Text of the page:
Thornburg, R. and Lin,, H. editors, Youth, Pornography and the Internet, National Academies Press, 2002.
Children's Internet Protection Act (CIPA) and E-rate
Children's Internet Protection Act (ALA Office of Government Relations)
United States v. American Library Association, 539 U.S. 194 (2003)
Legal Briefs filed in United States v. American Library Association (CIPA Before the Supreme Court)
E-rate and Universal Service, ALA Office for Information Technology Policy
FCC Report and Order 11-125, August 21, 2011 (report and regulations implementing CIPA)
Bocher, Bob, CIPA: A Brief FAQ on Public Library Compliance, Wisconsin Department of Public Instruction February 2012.
Chmara, Theresa, Library Internet Filtering Update, Freedom to Read Foundation, 2012.
Chmara, Theresa, Why Recent Court Decisions Don’t Change the Rules on Filtering, American Libraries July/August 2012.
State Laws Relating to Filtering, Blocking, and Usage Policies in Schools and Libraries, National Conference of State Legislatures, 2015.
(Note: The American Library Association does not endorse or recommend any internet filtering software. These resources are provided for those interested in learning more about the operation and effectiveness of filtering software.)
Additional Resources on Internet Filtering, Digital Rights, and Online Safety
American Library Association/Association for Library Service to Children, Great Web Sites for Kids
Kranich, N., and American Library Association/Office for Intellectual Freedom, Useful Sources, The Children's Internet Protection Act, 2004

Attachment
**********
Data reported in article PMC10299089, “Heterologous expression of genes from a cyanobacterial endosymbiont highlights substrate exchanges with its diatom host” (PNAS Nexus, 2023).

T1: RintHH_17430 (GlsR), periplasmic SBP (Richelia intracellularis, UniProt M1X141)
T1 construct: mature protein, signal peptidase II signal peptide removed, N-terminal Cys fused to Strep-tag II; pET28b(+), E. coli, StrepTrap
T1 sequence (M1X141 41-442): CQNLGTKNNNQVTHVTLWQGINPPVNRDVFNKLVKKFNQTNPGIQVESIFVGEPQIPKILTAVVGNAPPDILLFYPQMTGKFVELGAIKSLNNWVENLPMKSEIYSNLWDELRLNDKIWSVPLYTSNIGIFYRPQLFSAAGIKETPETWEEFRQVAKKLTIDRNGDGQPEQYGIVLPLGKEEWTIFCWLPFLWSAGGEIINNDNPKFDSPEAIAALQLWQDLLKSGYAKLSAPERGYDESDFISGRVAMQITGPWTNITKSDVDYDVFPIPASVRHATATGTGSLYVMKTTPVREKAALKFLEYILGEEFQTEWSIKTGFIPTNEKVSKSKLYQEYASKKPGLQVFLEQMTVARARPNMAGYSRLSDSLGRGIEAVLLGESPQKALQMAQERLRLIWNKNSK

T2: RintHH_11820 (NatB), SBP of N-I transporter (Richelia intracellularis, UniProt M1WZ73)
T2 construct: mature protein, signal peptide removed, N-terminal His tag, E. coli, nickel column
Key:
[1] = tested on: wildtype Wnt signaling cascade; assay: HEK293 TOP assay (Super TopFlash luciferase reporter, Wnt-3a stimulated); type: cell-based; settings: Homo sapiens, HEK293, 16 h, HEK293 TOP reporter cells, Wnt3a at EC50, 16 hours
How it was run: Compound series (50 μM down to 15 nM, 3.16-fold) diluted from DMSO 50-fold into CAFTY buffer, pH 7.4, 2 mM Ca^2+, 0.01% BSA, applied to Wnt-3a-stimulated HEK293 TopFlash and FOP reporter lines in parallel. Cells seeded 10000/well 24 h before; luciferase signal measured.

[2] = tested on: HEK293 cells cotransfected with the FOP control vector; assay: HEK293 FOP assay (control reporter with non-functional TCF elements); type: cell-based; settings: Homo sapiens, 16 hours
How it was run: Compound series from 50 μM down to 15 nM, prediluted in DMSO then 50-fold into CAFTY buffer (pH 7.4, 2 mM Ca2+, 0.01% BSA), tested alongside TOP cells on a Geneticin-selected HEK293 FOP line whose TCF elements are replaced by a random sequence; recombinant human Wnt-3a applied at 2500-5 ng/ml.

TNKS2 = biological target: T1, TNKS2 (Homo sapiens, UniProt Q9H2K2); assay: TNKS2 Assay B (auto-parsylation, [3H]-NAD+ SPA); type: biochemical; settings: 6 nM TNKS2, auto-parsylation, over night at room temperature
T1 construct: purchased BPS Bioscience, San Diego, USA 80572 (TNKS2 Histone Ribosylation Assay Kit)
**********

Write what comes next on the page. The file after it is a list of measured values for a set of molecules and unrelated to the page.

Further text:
American Civil Liberties Union "The ACLU believes in an uncensored Internet, a vast free-speech zone deserving at least as much First Amendment protection as that afforded to traditional media such as books, newspapers, and magazines."
ConnectSafely "ConnectSafely.org is a Silicon Valley, Calif.-based nonprofit organization dedicated to educating users of connected technology about safety, privacy and security. Here you’ll find research-based safety tips, parents’ guidebooks, advice, news and commentary on all aspects of tech use and policy."
Electronic Frontier Foundation, "EFF defends the Internet as a platform for free speech, and believes that when you go online, your rights should come with you."
Open Net Initiative (2014) "Internet censorship and surveillance are growing global phenomena. ONI’s mission is to identify and document Internet filtering and surveillance, and to promote and inform wider public dialogues about such practices".
- About Filtering (2014)
Peacefire "Peacefire.org was created in August 1996 to represent the interests of people under 18 in the debate over freedom of speech on the Internet."
Assistance and Consultation
The staff of the Office for Intellectual Freedom is available to answer questions or provide assistance to librarians, trustees, educators and the public about internet filtering. Areas of assistance include policy development, First Amendment issues, and professional ethics. Inquiries can be directed via email to firstname.lastname@example.org or via phone at 800-545-2433, extension 4220.